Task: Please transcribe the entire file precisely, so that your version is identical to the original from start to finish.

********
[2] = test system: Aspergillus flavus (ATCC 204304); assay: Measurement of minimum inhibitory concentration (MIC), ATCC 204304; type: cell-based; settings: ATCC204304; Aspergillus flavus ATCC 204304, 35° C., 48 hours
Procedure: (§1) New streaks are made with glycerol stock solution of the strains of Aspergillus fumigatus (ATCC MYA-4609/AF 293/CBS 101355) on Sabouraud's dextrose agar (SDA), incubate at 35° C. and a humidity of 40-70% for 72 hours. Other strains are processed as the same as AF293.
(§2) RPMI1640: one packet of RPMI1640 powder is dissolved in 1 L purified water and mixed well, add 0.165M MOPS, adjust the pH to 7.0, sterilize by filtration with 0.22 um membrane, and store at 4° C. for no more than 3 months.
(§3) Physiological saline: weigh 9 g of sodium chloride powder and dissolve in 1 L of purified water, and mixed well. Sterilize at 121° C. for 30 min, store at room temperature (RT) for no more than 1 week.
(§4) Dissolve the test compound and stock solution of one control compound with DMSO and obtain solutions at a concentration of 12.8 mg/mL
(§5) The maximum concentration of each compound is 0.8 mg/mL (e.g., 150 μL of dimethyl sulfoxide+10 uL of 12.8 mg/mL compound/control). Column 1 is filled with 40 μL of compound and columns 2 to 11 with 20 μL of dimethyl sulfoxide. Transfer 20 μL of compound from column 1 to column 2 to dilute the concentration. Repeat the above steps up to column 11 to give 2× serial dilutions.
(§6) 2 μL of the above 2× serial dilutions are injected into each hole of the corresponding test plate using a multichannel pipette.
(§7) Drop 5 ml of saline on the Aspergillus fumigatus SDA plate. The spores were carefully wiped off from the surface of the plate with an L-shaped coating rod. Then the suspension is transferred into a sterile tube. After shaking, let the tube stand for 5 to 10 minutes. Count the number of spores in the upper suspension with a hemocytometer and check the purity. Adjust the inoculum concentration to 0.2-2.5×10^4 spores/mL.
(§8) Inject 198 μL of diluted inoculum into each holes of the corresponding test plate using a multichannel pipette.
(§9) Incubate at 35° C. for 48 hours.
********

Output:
[2] = test system: Aspergillus flavus (ATCC 204304); assay: Measurement of minimum inhibitory concentration (MIC), ATCC 204304; type: cell-based; settings: ATCC204304; Aspergillus flavus ATCC 204304, 35° C., 48 hours
Procedure: (§1) New streaks are made with glycerol stock solution of the strains of Aspergillus fumigatus (ATCC MYA-4609/AF 293/CBS 101355) on Sabouraud's dextrose agar (SDA), incubate at 35° C. and a humidity of 40-70% for 72 hours. Other strains are processed as the same as AF293.
(§2) RPMI1640: one packet of RPMI1640 powder is dissolved in 1 L purified water and mixed well, add 0.165M MOPS, adjust the pH to 7.0, sterilize by filtration with 0.22 um membrane, and store at 4° C. for no more than 3 months.
(§3) Physiological saline: weigh 9 g of sodium chloride powder and dissolve in 1 L of purified water, and mixed well. Sterilize at 121° C. for 30 min, store at room temperature (RT) for no more than 1 week.
(§4) Dissolve the test compound and stock solution of one control compound with DMSO and obtain solutions at a concentration of 12.8 mg/mL
(§5) The maximum concentration of each compound is 0.8 mg/mL (e.g., 150 μL of dimethyl sulfoxide+10 uL of 12.8 mg/mL compound/control). Column 1 is filled with 40 μL of compound and columns 2 to 11 with 20 μL of dimethyl sulfoxide. Transfer 20 μL of compound from column 1 to column 2 to dilute the concentration. Repeat the above steps up to column 11 to give 2× serial dilutions.
(§6) 2 μL of the above 2× serial dilutions are injected into each hole of the corresponding test plate using a multichannel pipette.
(§7) Drop 5 ml of saline on the Aspergillus fumigatus SDA plate. The spores were carefully wiped off from the surface of the plate with an L-shaped coating rod. Then the suspension is transferred into a sterile tube. After shaking, let the tube stand for 5 to 10 minutes. Count the number of spores in the upper suspension with a hemocytometer and check the purity. Adjust the inoculum concentration to 0.2-2.5×10^4 spores/mL.
(§8) Inject 198 μL of diluted inoculum into each holes of the corresponding test plate using a multichannel pipette.
(§9) Incubate at 35° C. for 48 hours.